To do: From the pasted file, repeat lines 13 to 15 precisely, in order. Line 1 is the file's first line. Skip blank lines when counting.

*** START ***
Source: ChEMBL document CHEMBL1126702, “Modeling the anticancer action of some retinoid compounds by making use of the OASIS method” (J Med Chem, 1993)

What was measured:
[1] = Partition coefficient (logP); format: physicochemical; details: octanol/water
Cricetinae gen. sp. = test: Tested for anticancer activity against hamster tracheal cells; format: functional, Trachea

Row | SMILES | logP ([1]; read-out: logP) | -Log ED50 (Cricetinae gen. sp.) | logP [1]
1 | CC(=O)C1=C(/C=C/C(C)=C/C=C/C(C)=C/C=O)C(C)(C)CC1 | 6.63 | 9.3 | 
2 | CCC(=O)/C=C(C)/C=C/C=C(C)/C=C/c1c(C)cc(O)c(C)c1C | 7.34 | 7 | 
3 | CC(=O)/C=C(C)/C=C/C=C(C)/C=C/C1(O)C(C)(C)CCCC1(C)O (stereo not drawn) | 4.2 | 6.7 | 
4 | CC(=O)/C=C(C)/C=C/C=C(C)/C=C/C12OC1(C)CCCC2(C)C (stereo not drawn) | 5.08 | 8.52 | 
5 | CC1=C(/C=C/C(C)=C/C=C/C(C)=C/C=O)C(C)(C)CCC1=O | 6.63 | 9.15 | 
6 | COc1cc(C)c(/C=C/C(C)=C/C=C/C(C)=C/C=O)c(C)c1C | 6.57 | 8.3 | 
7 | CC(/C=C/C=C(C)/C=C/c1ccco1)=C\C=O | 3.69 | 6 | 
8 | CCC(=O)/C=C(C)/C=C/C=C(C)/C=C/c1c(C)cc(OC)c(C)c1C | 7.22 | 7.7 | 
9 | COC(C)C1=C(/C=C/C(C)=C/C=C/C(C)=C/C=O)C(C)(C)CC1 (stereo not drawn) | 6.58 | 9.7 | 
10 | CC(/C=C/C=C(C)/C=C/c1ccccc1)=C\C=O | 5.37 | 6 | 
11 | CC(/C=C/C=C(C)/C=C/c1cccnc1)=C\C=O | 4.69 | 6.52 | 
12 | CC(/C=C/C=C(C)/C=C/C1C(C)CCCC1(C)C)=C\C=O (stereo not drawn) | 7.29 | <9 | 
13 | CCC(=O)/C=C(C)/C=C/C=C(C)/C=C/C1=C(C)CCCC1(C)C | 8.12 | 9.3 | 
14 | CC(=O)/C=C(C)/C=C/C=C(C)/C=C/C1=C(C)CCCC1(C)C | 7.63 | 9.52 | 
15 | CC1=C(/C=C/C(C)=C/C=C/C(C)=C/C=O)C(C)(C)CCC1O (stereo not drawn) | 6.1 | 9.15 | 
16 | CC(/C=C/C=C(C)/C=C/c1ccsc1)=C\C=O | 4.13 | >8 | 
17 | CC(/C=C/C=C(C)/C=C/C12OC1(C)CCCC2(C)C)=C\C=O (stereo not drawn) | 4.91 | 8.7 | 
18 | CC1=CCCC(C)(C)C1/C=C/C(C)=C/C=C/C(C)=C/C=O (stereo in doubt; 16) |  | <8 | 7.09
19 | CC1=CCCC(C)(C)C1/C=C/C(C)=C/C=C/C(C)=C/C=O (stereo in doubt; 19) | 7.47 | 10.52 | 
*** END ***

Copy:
8 | CCC(=O)/C=C(C)/C=C/C=C(C)/C=C/c1c(C)cc(OC)c(C)c1C | 7.22 | 7.7 | 
9 | COC(C)C1=C(/C=C/C(C)=C/C=C/C(C)=C/C=O)C(C)(C)CC1 (stereo not drawn) | 6.58 | 9.7 | 
10 | CC(/C=C/C=C(C)/C=C/c1ccccc1)=C\C=O | 5.37 | 6 | 